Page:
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:icontheropod1:
theropod1 Featured By Owner Jul 21, 2013  Student Traditional Artist
Seebacher and hartman also overlap for MUCPv-ch1, depending on the density.
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:iconmegalosaurid:
Megalosaurid Featured By Owner Jul 21, 2013

Of course :)

 

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:iconmegalosaurid:
Megalosaurid Featured By Owner Jul 20, 2013

I just did three drawings from different views, I just did the drawings section by section and estimated the weight of each section, I had to separate the spines from the torso to give a good estimate, I precisely used the same dorsal views as in the Article: A Computational Analysis of limb and body dimensions with implications for locomotion.

But instead of using 3D models based on mounted skeletons I used 2D models based on the Hartmans skeletals.

And they were surprisingly accurate, I gave 3900 kg for the holotype of Suchomimus tenerensis, Which matches almost perfectly with the estimation Seebacher gave in 2001 of 3816 kg.  

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:icontheropod1:
theropod1 Featured By Owner Jul 21, 2013  Student Traditional Artist
Good work then!

What I meant was: Where did you take the data you needed to make a dorsal or anterior view from? I don't recall any rigorous spinosaur-dorsal-view skeletal existing.
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:iconmegalosaurid:
Megalosaurid Featured By Owner Jul 21, 2013

I mean, I just imagined how would spinosaurus look dorsaly based on Acrcoanthosaurus spines,  but I had to reduce the ribcage.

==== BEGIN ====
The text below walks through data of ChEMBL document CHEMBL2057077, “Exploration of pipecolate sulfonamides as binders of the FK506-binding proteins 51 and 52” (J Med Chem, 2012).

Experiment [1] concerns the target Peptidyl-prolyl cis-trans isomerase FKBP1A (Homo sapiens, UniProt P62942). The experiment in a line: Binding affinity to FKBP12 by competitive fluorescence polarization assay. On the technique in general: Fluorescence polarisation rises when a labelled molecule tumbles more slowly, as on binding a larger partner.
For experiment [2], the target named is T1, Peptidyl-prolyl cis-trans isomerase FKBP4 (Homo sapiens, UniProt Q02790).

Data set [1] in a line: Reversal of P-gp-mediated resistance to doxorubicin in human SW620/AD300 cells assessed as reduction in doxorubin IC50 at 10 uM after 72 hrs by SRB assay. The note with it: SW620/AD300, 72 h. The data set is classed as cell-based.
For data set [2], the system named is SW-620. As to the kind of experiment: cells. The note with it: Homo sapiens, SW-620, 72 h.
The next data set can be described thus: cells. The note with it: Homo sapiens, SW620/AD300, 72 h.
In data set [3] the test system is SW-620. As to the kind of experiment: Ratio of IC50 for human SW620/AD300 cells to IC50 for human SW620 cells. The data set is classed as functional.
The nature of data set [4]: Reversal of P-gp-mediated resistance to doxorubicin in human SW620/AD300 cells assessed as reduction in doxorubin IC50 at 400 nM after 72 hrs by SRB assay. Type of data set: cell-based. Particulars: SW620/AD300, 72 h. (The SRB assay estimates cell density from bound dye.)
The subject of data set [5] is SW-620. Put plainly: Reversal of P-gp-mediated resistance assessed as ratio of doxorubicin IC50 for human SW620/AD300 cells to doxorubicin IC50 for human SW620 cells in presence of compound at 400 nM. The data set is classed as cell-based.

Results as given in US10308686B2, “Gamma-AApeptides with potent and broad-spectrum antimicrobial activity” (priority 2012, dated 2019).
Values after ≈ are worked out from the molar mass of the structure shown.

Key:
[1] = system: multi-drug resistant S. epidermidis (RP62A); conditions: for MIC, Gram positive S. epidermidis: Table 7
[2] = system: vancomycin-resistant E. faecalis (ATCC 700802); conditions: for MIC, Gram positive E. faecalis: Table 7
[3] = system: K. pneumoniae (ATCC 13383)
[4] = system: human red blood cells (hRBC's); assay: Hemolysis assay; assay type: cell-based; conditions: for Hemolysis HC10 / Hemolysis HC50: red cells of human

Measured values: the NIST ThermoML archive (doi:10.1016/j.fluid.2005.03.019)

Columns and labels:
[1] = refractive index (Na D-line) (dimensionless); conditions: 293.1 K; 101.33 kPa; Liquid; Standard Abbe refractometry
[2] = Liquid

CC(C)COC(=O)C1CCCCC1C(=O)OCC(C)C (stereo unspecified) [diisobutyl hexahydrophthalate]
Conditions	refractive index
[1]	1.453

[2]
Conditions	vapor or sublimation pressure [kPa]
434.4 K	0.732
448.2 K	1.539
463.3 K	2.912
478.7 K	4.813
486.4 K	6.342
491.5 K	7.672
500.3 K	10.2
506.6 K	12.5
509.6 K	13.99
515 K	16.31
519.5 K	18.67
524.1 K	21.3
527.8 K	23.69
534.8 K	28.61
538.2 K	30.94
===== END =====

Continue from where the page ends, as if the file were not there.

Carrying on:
I used the 3D Acrocanthosaurus as a basis of how much flesh could have been attached to the spines, then scaled to Spinosaurus.

 

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:icontheropod1:
theropod1 Featured By Owner Jul 21, 2013  Student Traditional Artist
Then your estimate is even pretty conservative, since that acrocanthosaurus had very little flesh on its spines.

That Acrocanthosaurus is probably a good base for the dorsal view.

Have I ever suggested you to join at World Of Animals (theworldofanimals.proboards.co...? You should really share your results on that forum, the community there would be very interested!
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(1 Reply)
:icontitanlizard:
titanlizard Featured By Owner Jul 10, 2013
very realistic, but i think a Spino with a 1,9m skull is longer than 15-16m. Probably 17-19m.
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:icontheropod1:
theropod1 Featured By Owner Jul 10, 2013  Student Traditional Artist
1,9m skull is pretty debatable, I'd favour a 1,8m one.
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:icondinobirdman:
DinoBirdMan Featured By Owner Jul 5, 2013  Student Artist
It's the hump-backed version, cross between bison-like and camel-like!:D
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:icontheropod1:
theropod1 Featured By Owner Jul 5, 2013  Student Traditional Artist
actually it is supposed to be a ridge-like structure, thick and probably muscular near the base, with a triangular, tapering cross-section, and mainly consisting of some fascia and the bones in the top.
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:icondinobirdman:
DinoBirdMan Featured By Owner Jul 5, 2013  Student Artist
Okay then, I just wonder where am I gonna uses other spinosaurids as a hump-backed version.
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:iconthemorlock: